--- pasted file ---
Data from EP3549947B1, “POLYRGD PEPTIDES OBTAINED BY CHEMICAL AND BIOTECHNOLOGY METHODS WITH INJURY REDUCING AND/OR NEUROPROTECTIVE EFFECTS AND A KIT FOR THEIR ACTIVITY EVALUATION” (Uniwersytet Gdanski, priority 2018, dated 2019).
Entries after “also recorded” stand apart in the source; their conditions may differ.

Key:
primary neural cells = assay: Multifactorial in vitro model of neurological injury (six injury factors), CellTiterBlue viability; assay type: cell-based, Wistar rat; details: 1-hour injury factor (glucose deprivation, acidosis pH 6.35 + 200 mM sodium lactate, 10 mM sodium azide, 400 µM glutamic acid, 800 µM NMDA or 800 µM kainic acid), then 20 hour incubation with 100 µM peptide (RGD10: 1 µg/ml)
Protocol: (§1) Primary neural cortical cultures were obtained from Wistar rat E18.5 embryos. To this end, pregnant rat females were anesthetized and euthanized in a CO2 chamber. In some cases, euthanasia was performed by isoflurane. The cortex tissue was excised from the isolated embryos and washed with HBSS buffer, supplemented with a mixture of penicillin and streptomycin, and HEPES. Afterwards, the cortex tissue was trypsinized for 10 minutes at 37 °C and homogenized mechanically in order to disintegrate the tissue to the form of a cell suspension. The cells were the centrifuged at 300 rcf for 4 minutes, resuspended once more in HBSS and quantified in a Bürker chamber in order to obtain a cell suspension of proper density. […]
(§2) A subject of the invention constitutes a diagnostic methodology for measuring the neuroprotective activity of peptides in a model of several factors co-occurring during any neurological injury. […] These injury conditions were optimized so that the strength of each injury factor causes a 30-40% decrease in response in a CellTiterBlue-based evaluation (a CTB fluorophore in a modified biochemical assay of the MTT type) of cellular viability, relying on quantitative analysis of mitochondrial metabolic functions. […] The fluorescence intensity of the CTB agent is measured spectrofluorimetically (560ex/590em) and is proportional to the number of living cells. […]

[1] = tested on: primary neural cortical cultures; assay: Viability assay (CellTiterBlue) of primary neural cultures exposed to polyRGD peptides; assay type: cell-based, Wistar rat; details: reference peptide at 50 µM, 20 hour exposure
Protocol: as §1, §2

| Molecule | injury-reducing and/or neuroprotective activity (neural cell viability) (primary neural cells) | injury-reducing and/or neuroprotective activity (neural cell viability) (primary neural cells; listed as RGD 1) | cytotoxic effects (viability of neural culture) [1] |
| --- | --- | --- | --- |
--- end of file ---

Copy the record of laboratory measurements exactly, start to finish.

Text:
Data from EP3549947B1, “POLYRGD PEPTIDES OBTAINED BY CHEMICAL AND BIOTECHNOLOGY METHODS WITH INJURY REDUCING AND/OR NEUROPROTECTIVE EFFECTS AND A KIT FOR THEIR ACTIVITY EVALUATION” (Uniwersytet Gdanski, priority 2018, dated 2019).
Entries after “also recorded” stand apart in the source; their conditions may differ.

Key:
primary neural cells = assay: Multifactorial in vitro model of neurological injury (six injury factors), CellTiterBlue viability; assay type: cell-based, Wistar rat; details: 1-hour injury factor (glucose deprivation, acidosis pH 6.35 + 200 mM sodium lactate, 10 mM sodium azide, 400 µM glutamic acid, 800 µM NMDA or 800 µM kainic acid), then 20 hour incubation with 100 µM peptide (RGD10: 1 µg/ml)
Protocol: (§1) Primary neural cortical cultures were obtained from Wistar rat E18.5 embryos. To this end, pregnant rat females were anesthetized and euthanized in a CO2 chamber. In some cases, euthanasia was performed by isoflurane. The cortex tissue was excised from the isolated embryos and washed with HBSS buffer, supplemented with a mixture of penicillin and streptomycin, and HEPES. Afterwards, the cortex tissue was trypsinized for 10 minutes at 37 °C and homogenized mechanically in order to disintegrate the tissue to the form of a cell suspension. The cells were the centrifuged at 300 rcf for 4 minutes, resuspended once more in HBSS and quantified in a Bürker chamber in order to obtain a cell suspension of proper density. […]
(§2) A subject of the invention constitutes a diagnostic methodology for measuring the neuroprotective activity of peptides in a model of several factors co-occurring during any neurological injury. […] These injury conditions were optimized so that the strength of each injury factor causes a 30-40% decrease in response in a CellTiterBlue-based evaluation (a CTB fluorophore in a modified biochemical assay of the MTT type) of cellular viability, relying on quantitative analysis of mitochondrial metabolic functions. […] The fluorescence intensity of the CTB agent is measured spectrofluorimetically (560ex/590em) and is proportional to the number of living cells. […]

[1] = tested on: primary neural cortical cultures; assay: Viability assay (CellTiterBlue) of primary neural cultures exposed to polyRGD peptides; assay type: cell-based, Wistar rat; details: reference peptide at 50 µM, 20 hour exposure
Protocol: as §1, §2

| Molecule | injury-reducing and/or neuroprotective activity (neural cell viability) (primary neural cells) | injury-reducing and/or neuroprotective activity (neural cell viability) (primary neural cells; listed as RGD 1) | cytotoxic effects (viability of neural culture) [1] |
| --- | --- | --- | --- |